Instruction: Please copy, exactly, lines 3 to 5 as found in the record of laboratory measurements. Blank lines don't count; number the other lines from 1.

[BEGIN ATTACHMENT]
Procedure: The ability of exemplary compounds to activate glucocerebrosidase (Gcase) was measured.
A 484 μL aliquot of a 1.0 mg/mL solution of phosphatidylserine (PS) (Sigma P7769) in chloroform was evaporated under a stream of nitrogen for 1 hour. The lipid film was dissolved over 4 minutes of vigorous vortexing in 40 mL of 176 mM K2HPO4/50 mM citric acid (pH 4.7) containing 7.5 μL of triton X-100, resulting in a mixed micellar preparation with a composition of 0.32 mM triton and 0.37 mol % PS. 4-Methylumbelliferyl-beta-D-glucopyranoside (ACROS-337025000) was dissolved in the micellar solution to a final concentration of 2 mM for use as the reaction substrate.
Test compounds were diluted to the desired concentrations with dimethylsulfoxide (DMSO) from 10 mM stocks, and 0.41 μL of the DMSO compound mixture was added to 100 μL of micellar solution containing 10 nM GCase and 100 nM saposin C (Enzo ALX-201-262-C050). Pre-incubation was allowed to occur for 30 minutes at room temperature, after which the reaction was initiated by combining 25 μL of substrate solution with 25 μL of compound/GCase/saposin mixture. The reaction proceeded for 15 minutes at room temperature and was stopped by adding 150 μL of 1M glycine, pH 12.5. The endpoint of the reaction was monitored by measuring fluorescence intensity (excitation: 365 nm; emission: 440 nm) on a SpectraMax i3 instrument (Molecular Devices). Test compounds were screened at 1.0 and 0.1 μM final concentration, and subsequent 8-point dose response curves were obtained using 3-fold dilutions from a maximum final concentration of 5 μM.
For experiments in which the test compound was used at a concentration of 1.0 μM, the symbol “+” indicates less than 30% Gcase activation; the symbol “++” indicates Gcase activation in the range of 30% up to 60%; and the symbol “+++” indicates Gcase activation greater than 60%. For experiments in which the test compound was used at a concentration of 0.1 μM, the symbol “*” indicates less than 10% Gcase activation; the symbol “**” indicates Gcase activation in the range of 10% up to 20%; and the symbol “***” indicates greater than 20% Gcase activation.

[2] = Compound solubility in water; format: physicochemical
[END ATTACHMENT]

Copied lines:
Test compounds were diluted to the desired concentrations with dimethylsulfoxide (DMSO) from 10 mM stocks, and 0.41 μL of the DMSO compound mixture was added to 100 μL of micellar solution containing 10 nM GCase and 100 nM saposin C (Enzo ALX-201-262-C050). Pre-incubation was allowed to occur for 30 minutes at room temperature, after which the reaction was initiated by combining 25 μL of substrate solution with 25 μL of compound/GCase/saposin mixture. The reaction proceeded for 15 minutes at room temperature and was stopped by adding 150 μL of 1M glycine, pH 12.5. The endpoint of the reaction was monitored by measuring fluorescence intensity (excitation: 365 nm; emission: 440 nm) on a SpectraMax i3 instrument (Molecular Devices). Test compounds were screened at 1.0 and 0.1 μM final concentration, and subsequent 8-point dose response curves were obtained using 3-fold dilutions from a maximum final concentration of 5 μM.
For experiments in which the test compound was used at a concentration of 1.0 μM, the symbol “+” indicates less than 30% Gcase activation; the symbol “++” indicates Gcase activation in the range of 30% up to 60%; and the symbol “+++” indicates Gcase activation greater than 60%. For experiments in which the test compound was used at a concentration of 0.1 μM, the symbol “*” indicates less than 10% Gcase activation; the symbol “**” indicates Gcase activation in the range of 10% up to 20%; and the symbol “***” indicates greater than 20% Gcase activation.

[2] = Compound solubility in water; format: physicochemical